Flores collected the f3 pawn and then came a sequence to remember:

 

It looks like Black has solved his bank rank issue, but Flores came up with 35.Qc7! Qa8, and now 36.Qxd6 Rxf3 37.e4 Rf8 38.a4 is picturesque, but Flores must have had trouble containing a grin when he played instead 36.Qa5! Qe8 37.Qe5! — three consecutive queen offers that must be refused. The bishop and three pawns proved to be stronger than the Indian's rook. 

A tough blow for Ganguly who failed to capitalise on his full point lead after seven rounds, losing both of his last two games — in the penultimate round to runner-up Eduardo Iturrizaga.

Eduardo Iturrizaga

Eduardo Iturrizaga finished second | Photo: dubaichess.ae

David Antón

David Antón ended in a disappointing 20th place | Photo: dubaichess.ae

Outside of the top echelons, the field was dominated by players from India who counted fully 73 of the 164 players among their ranks. It's just a few hours by air from Mumbai, but this kind of deep bench of talent could be a harbinger of an Indian GM explosion. To wit, IM Tania Sachdev at 2407 Elo was number 21 on the Indian roster! 

Dubai Open

A post shared by taniasachdev (@taniasachdev) on

Indian players won three of the four rating category prizes (under 2300, under 2200 and Under 2000)

The prize for the best Dubai player went to IM Ibrahim Sultan, who got off to a strong start by drawing with Flores in the first round. IM Omar Noaman was the best UAE player and GM Amin Bassem won the Best Arab prize. Iranian star IM Sarasadat Khademalsharieh took the prize for the top performance by a woman.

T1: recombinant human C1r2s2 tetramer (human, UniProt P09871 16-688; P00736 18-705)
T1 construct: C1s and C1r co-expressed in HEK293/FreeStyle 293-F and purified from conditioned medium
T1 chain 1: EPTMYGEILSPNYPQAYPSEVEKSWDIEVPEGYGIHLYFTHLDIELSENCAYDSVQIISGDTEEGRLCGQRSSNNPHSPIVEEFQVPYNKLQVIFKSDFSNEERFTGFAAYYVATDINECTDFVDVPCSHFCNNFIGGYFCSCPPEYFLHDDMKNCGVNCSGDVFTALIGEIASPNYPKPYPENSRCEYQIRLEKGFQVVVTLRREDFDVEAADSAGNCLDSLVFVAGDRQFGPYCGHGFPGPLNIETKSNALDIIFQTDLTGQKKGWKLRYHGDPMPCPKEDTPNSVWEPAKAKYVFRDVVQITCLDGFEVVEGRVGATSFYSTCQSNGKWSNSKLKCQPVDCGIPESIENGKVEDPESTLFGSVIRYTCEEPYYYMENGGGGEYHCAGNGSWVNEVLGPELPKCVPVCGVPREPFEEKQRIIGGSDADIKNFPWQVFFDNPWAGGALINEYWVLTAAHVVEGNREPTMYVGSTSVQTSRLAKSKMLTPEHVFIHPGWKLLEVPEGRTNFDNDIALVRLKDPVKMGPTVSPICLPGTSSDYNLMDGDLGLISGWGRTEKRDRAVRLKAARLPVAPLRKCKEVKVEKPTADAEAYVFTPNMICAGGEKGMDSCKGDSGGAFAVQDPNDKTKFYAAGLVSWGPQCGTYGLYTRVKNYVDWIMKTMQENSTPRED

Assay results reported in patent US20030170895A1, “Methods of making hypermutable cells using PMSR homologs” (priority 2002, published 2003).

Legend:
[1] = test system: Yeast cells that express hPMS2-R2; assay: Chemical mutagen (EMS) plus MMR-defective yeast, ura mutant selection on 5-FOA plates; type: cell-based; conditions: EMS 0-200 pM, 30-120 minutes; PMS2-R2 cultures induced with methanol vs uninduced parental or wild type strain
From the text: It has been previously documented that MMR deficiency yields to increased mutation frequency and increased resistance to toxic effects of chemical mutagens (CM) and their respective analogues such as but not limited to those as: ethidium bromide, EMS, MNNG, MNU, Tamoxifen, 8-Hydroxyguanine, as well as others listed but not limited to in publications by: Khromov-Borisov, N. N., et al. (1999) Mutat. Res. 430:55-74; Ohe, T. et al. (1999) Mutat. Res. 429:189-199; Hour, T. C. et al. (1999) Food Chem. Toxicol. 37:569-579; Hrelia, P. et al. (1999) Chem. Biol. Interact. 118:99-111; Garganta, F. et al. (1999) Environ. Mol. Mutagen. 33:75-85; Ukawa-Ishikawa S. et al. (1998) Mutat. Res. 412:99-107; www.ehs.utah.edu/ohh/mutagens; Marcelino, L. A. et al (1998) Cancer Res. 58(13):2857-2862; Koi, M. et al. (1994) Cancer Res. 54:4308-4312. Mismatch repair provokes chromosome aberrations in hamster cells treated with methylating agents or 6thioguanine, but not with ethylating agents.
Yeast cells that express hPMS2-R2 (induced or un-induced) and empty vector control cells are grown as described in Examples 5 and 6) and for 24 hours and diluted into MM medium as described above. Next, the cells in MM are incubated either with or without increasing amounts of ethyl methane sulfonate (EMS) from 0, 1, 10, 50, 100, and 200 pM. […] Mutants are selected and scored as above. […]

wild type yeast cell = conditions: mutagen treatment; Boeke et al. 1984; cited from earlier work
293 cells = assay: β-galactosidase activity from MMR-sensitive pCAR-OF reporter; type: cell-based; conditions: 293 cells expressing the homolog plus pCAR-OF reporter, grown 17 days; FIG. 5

All available games

Final standings (top 30)

# Nombre Puntos Des1
1 Flores Diego 7,5 0,0
2 Iturrizaga Bonelli Eduardo 7,0 0,0
3 Sethuraman S.P. 7,0 0,0
4 Adly Ahmed 7,0 0,0
5 Ganguly Surya Shekhar 6,5 0,0
6 Jones Gawain C B 6,5 0,0
7 Kryvoruchko Yuriy 6,5 0,0
8 Kovalev Vladislav 6,5 0,0
9 Safarli Eltaj 6,5 0,0
10 Can Emre 6,5 0,0
11 Efimenko Zahar 6,5 0,0
12 Zubov Alexander 6,0 0,0
13 Vishnu Prasanna. V 6,0 0,0
14 Harsha Bharathakoti 6,0 0,0
15 Tahbaz Arash 6,0 0,0
16 Yilmaz Mustafa 6,0 0,0
17 Gupta Abhijeet 6,0 0,0
18 Venkatesh M.R. 6,0 0,0
19 Rakhmanov Aleksandr 6,0 0,0
20 Anton Guijarro David 6,0 0,0
21 Ghaem Maghami Ehsan 6,0 0,0
22 Debashis Das 6,0 0,0
23 Akopian Vladimir 6,0 0,0
  Volkov Sergey 6,0 0,0
25 Maghsoodloo Parham 6,0 0,0
26 Mareco Sandro 6,0 0,0
27 Gagare Shardul 6,0 0,0
28 Krysa Leandro 6,0 0,0
29 Karthikeyan P. 6,0 0,0
30 Narayanan.S.L 5,5 0,0

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Macauley is Editor in Chief of ChessBase News in Hamburg, Germany, and producer of The Full English Breakfast chess podcast. He was an Associate Producer of the 2016 feature documentary, Magnus.
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Denix Denix 4/12/2018 07:52
Congratulations! It seems rare for South Americans to dominate in Asian tournaments.